Photo courtesy of Lawrence Berkeley National LaboratoryIt’s no secret that extremophiles, or microbes that live in places like polar glaciers and toxic waste pools, may hold treasures worth billions to modern industry. For years, researchers and biotech companies have been “gene prospecting” in extremophiles, looking for DNA they can exploit to make enzymes for everything from laundry detergent to renewable biofuels. Yet when it came to heat and acid resistant enzymes, results have been wanting—until now.
Basic biology research at Lawrence Berkeley National Laboratory (Berkeley Lab) has led to the formation of Cinder Biological, or CinderBio, a startup company producing a new class of enzymes made from microbes that thrive in hot volcanic waters. Co-founded by Berkeley Lab scientists Steve Yannone and Jill Fuss, CinderBio will first target the food processing industry, where its enzymes can significantly reduce the vast amounts of chemicals and water used to clean equipment. Eventually it expects to formulate enzymes for the biofuels, paper, and textile industries, and possibly even more.
“Our enzymes are unique—they can operate in conditions that nobody else’s can, so this opens up a lot of previously unexplored applications,” said Fuss, a molecular biologist and the company’s chief technology officer. “They’re made from microbes that come from Yellowstone and live in hot acidic pools, so they thrive in nearly boiling acid. We’ve been able to take gene sequences and make them into enzymes that are extraordinarily stable.”
Photo credit: Roy Kaltschmidt/Berkeley LabCinderBio won a cash prize in the 2014 FLoW DOE National Clean Energy Business Plan Competition at Caltech. It was also was one of eight technologies selected to be a project for the Fall 2013 UC Berkeley Haas School of Business Cleantech to Market program that seeks to translate cleantech research into market opportunities.
This year, with a SBIR (Small Business Innovation Research) Phase 1 grant from the National Science Foundation, CinderBio tested its technology at a local creamery. The cleaning of dairy and other food processing equipment is normally a multi-step process. “They use a lot of base, then they wash, then acid, then wash, then sanitizer,” said Fuss. “It takes a lot of time and uses a lot of chemicals and water. The microbes in the equipment can be hard to get rid of, so in some areas they’ve started to use harsher chemicals to combat those biofilms.”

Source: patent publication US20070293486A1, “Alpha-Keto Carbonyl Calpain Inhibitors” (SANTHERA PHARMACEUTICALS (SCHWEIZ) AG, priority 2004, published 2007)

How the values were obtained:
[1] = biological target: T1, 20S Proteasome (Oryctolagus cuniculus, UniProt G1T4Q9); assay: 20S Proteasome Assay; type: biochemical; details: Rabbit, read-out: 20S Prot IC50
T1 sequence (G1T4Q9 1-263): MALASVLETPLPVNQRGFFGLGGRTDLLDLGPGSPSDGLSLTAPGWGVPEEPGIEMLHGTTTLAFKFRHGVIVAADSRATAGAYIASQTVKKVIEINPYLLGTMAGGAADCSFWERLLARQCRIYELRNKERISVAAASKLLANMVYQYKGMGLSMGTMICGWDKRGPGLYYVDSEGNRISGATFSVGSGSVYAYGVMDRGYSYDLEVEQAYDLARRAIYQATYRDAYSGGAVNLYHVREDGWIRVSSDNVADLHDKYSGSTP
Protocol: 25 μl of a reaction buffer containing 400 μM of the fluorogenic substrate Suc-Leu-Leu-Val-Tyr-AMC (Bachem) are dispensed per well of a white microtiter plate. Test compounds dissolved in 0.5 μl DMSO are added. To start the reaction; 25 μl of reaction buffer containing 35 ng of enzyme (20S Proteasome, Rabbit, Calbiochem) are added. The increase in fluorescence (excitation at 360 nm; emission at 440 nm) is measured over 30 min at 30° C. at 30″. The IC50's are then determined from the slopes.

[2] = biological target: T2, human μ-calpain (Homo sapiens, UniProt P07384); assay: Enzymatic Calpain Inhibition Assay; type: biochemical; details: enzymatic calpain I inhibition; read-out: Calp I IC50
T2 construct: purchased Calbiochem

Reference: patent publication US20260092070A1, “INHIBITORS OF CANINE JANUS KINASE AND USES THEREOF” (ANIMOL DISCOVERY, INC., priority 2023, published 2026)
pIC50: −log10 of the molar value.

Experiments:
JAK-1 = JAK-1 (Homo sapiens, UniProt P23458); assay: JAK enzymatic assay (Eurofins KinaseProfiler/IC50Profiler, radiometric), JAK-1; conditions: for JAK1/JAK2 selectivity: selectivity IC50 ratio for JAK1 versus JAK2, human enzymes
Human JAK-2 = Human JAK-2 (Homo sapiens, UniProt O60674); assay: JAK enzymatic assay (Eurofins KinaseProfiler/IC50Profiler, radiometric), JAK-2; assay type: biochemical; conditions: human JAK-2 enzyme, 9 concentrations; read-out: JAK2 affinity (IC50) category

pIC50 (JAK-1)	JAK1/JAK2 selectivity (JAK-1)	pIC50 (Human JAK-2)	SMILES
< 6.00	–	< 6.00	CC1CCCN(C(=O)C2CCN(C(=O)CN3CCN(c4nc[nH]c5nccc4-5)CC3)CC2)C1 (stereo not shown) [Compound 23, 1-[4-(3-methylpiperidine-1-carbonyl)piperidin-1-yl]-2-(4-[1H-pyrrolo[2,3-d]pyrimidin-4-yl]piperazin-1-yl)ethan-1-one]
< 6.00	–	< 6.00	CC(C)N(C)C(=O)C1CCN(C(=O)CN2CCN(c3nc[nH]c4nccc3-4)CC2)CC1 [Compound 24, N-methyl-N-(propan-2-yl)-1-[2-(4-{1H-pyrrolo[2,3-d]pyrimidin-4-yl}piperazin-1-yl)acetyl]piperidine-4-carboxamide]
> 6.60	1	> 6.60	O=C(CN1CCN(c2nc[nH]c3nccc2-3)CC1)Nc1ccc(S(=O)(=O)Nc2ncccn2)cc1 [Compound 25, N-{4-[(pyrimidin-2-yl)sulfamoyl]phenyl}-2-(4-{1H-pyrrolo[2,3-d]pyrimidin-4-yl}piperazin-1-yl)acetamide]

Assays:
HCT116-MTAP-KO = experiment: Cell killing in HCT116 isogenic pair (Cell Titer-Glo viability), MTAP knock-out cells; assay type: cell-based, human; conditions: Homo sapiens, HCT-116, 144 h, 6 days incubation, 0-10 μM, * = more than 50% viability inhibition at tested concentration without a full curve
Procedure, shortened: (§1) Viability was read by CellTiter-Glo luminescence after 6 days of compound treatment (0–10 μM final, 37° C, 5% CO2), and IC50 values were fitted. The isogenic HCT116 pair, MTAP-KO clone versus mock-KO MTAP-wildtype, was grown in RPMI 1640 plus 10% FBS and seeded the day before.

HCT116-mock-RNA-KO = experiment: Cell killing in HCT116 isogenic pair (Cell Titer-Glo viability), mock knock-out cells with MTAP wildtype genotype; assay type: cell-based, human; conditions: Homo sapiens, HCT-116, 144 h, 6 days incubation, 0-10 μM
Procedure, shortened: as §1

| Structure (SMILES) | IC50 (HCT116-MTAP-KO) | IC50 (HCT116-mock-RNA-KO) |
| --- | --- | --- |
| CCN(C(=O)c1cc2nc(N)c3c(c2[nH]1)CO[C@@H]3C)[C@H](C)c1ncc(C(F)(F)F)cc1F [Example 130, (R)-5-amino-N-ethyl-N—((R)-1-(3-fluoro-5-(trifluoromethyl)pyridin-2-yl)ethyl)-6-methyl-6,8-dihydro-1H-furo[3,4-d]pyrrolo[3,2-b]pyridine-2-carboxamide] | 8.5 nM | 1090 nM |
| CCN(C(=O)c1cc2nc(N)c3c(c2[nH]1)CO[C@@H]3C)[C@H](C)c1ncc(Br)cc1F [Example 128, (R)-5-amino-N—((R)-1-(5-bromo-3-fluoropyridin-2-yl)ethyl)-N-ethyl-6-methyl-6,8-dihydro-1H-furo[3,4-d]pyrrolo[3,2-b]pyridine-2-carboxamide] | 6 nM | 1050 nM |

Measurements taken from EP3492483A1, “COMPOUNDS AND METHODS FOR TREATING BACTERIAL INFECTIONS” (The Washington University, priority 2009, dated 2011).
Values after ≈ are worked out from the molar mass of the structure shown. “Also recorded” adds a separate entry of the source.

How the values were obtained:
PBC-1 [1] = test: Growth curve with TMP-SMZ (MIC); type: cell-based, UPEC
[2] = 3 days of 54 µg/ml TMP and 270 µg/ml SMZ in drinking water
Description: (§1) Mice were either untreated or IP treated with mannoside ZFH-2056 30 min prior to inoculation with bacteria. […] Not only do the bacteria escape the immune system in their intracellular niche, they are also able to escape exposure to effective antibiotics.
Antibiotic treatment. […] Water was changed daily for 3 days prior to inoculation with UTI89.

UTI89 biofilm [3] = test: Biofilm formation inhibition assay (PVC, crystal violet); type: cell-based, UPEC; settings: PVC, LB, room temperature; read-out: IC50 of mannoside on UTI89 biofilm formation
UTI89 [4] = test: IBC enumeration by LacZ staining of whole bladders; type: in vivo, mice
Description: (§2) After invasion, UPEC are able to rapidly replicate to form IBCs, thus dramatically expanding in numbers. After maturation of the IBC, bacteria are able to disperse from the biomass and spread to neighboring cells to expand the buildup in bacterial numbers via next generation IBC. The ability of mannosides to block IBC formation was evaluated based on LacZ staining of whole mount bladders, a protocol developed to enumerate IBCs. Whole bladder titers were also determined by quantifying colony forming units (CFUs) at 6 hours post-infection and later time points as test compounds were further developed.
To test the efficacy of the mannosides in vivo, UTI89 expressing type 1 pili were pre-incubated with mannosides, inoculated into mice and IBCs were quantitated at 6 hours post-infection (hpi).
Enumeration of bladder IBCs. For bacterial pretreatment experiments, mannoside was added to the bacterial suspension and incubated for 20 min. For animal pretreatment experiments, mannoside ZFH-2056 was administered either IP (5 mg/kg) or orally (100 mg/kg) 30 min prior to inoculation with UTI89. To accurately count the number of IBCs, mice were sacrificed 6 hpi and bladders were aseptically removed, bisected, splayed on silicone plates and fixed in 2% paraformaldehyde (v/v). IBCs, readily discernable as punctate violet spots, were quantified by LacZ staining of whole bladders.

Photo courtesy of Lawrence Berkeley National LaboratoryIn the field trials, using CinderBio’s enzymes to do the cleaning in place of chemicals, Yannone, a named inventor and the company’s CEO, said he was amazed at how successful they were. “I came back after our first trials and recalculated everything because I thought we had moved a decimal point,” he said. “We reduced water usage by almost 30 percent and our enzymes removed contaminants much faster and much more effectively than we had expected. The managers and owner at the creamery were all very excited by our results.”
Enzymes are naturally occurring molecules that act as catalysts to activate or speed up biochemical reactions; their use in industry is commonplace and usually beneficial to the environment since they can replace or reduce the use of chemicals or allow processes to take place at lower temperatures, lowering energy use.
CinderBio’s technology comes from extremophilic microbes that grow naturally in thermal pools and have been studied for many years. The Berkeley Lab team was able to exploit aspects of the biology of these extreme microbes to turn them into enzyme-making machines. They developed a set of genetic tools that allow them to introduce naturally occurring genes into these microbes to produce enzymes that are more heat- and acid- stable than what has been available.
“Historically scientists have thought that all the information needed to make an active enzyme is entirely encoded in the DNA sequence,” said Yannone. “Some of our revelations center on the idea that that’s not true, that there are other components in a microbe making an enzyme that’s stable and works in hot acid other than just the DNA sequence.”
Yannone and Fuss first started studying the microbe about 10 years ago, looking for the fundamental biological processes that allowed it to thrive in such extreme conditions. Although scientists are still investigating what exactly confers such extreme stability on the microbe, Fuss was able to characterize the structural biochemistry of one of the enzymes. And Yannone, working with his undergraduate student then technician, Adam Barnebey, developed the molecular biology system that led to the formation of CinderBio.
Their invention was patented by Berkeley Lab, and Barnebey was the company’s first employee. They are under consideration for a Phase 2 SBIR grant and next year may seek additional outside funding. They plan to further refine the platform and scale up production while seeking practical feedback from the food processing industry, a vast market.
“We think a lot about what we eat and how our food is grown, but we don’t think about what happens in the middle,” Fuss said. “Our technology helps make food processing more sustainable and could be used for any food product that goes in a container and ends up on a shelf.”
Besides saving water and time, use of CinderBio’s enzymes would also cut down on chemical waste. Chemical wastewater cannot be reclaimed and instead often has to be trucked off-site. Replacing these chemicals with biodegradable CinderBio enzymes makes that wastewater reclaimable, of particular importance given the ongoing drought in California.
“It’s great when Berkeley Lab scientists are able to transform their fundamental research into an innovative technology that not only solves industry challenges but also contributes to our country’s energy and environmental challenges,” said Elsie Quaite-Randall, Berkeley Lab’s Chief Technology Transfer Officer.